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f100 The Belfast Polka


The Folk Awards bash went to Belfast this year. Colin Irwin was there…


when you’re staying at the Europa Hotel, which proudly claims to be the most bombed hotel in the world. Let’s hope it remains the safest city in Europe once all these Brexit clowns have finished with it.


G


A large picture of Margaret Barry greets visitors arriving at the rather splen- did Belfast Waterfront Hall, cunningly located on the rather splendid Belfast waterfront (see what they did there?). Always good to be greeted by Margaret, even if she looks thin and wan at the end of her life… and once inside, the excite- ment is as palpable as the rush for the bar. “He’s here!” whispers someone In The Know conspiratorially. “I saw him. I really saw him and you’ll never guess what… ” No, I probably shan’t guess what. “He was… wait for it… he was SMILING. A proper smile. Never thought I’d see the day… ”


Who could they be talking about? Steve Knightley? Mike Harding? Ian Pais- ley? Donald Trump?


Paul Brady. Class.


reat city, Belfast. Safest city in Europe according to the taxi driver escorting tourists on the trail of terrorist sites. Which is comforting to know


“He was standing right there smiling. In front of that poster actually smiling. Fancy seeing Van Morrison in Belfast… ”


Well, he does live here. “Yes, but he was smiling.” He’s a big Margaret Barry fan, that one; he probably liked the pic- ture at the entrance.


So… in its 19th year, the BBC Folk


Awards finally makes it to Northern Ire- land and a quick refresher course on the list of nominations reveals plenty about modern folk music. One of the most revealing conclusions of the lists for top singer and best instrumentalist is that men can’t sing and women don’t play instru- ments; that’s the first shock on perusal of the nominees. Another one is that the English are rubbish and only the Scots and Irish need apply for awards – unless, of course, you’re a Young ’Un. It also looks like we’ve finally run out of ancient Ameri- can singer songwriters prepared to cross the ocean for a late bounty of ego mas- sage. And, oh yes, there’s the diversity issue. Or lack of... No change there then.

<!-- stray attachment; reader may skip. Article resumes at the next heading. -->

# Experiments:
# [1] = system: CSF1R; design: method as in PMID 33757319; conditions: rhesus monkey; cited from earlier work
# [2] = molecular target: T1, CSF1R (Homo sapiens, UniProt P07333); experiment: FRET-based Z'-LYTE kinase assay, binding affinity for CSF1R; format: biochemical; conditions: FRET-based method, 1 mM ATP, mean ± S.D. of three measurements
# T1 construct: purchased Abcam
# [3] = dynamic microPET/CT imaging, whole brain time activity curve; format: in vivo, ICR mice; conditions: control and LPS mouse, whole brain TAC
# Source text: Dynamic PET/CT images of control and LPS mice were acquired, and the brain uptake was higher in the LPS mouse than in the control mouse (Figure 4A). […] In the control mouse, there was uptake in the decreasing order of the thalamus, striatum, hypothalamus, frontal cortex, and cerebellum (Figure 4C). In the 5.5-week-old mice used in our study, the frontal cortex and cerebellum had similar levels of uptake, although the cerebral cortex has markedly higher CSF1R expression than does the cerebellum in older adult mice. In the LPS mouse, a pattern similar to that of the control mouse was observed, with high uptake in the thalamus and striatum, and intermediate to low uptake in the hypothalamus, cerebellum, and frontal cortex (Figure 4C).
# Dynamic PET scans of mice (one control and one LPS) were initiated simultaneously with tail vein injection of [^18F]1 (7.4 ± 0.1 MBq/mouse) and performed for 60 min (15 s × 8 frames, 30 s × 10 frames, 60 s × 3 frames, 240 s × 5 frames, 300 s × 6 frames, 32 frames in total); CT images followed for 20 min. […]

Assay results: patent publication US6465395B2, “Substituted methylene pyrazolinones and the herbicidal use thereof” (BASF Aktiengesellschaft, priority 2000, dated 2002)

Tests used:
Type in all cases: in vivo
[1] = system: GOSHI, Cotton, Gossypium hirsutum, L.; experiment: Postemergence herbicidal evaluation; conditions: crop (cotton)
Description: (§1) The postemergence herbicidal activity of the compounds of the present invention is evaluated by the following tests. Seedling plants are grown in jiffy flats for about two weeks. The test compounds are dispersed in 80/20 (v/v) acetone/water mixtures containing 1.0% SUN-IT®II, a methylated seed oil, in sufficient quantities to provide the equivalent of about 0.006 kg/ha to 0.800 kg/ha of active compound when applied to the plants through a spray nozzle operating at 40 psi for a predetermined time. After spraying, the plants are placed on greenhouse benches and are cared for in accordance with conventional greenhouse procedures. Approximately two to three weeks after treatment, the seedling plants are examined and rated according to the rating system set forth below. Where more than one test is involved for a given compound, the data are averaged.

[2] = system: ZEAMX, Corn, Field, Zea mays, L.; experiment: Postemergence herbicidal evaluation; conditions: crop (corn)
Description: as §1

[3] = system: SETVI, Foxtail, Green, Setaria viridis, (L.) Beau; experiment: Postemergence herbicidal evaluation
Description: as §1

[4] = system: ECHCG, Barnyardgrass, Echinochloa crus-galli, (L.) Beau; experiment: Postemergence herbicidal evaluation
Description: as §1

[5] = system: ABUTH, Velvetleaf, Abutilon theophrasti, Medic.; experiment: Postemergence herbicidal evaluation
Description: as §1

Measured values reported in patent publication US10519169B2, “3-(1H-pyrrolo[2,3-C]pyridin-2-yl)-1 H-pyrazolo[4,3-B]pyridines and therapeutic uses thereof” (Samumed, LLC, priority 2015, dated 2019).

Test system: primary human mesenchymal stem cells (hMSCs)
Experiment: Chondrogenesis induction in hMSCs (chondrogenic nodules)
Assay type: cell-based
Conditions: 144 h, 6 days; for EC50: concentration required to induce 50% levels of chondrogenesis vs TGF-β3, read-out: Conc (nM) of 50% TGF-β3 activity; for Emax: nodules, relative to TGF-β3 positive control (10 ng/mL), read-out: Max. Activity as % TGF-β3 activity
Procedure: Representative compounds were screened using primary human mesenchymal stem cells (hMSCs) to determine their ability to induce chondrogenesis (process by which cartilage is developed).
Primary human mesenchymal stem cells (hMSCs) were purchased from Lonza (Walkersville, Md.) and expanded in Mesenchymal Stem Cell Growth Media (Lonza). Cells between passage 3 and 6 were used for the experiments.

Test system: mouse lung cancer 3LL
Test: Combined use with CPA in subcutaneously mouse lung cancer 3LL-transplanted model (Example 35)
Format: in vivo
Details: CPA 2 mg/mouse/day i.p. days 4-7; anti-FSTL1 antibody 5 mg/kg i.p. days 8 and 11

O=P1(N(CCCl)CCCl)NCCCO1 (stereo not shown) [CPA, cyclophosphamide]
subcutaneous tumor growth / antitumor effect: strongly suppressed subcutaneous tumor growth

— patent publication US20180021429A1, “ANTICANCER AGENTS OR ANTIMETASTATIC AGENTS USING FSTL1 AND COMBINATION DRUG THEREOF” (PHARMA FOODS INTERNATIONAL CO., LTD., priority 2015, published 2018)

Still, no time for pointless cynicism when warrior woman Eliza Carthy – all blue hair, warpaint and white Amnesty tee-shirt – kicks the whole shebang off with her


splendid Wayward Band – all 300 of them – belting out Devil In The Woman, morris dancing and all. Serious pizzazz engulfs the hall and even Julie Fowlis’ glittering top looks demure in comparison. You think this lot must be a shoo-in either for best band or best album. You think wrong.


Presenters of gongs are always a dodgy business at these affairs… if it’s not OTT thespians banging on for hours on end about how their lives would be mean- ingless without a daily injection of their beloved folk music, it’s the drones of disin- terested rock stars peering intently at an autocue scripts cut and pasted from Wikipedia (David Gray, anyone?).


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irst one up tonight is someone called Jamie Lawson, who appar- ently had a No 1 album and is best mates with Ed Sheeran, and gets to present the suited and booted boys of Ímar with their Horizon award for best newcomer. Good to see the new breed setting high standards of dress code as Ímar’s success sets the tone for an evening of Celtic dominance – two mem- bers from the Isle of Man, one from Cork, Mohsen Amini from Glasgow (and more of him later) and in bodhran player Adam Brown, a lone flag-waver from Suffolk. Indeed, it turns out to be a good night for the Isle Of Man, when the visibly shocked harpist/fiddle player Mera Royle takes time out from her sixth form studies to take her place as the Young Folk Award winner.


I’m still perusing the horrendous mis- take in the event programme because Lisa Knapp’s name doesn’t appear to be on the list of nominations for best traditional track when up steps Siobhan Miller to claim her prize from crime writer Val McDermid, who talks a bit about folk clubs and murder ballads. Siobhan wins with her version of Banks Of Newfoundland, which is indeed lovely, tasteful and moving but… but… haven’t the judges listened to Lisa Knapp’s groundbreaking interpretations of traditional classics on ‘Til April Is Dead? Do we not reward bold innovation any more?!


Next live act up are Lankum. Well, it should be Lankum. A pause… hand ges- tures in the shadows… a momentary moment of panic in the voices of hosts


Photo: © BBC


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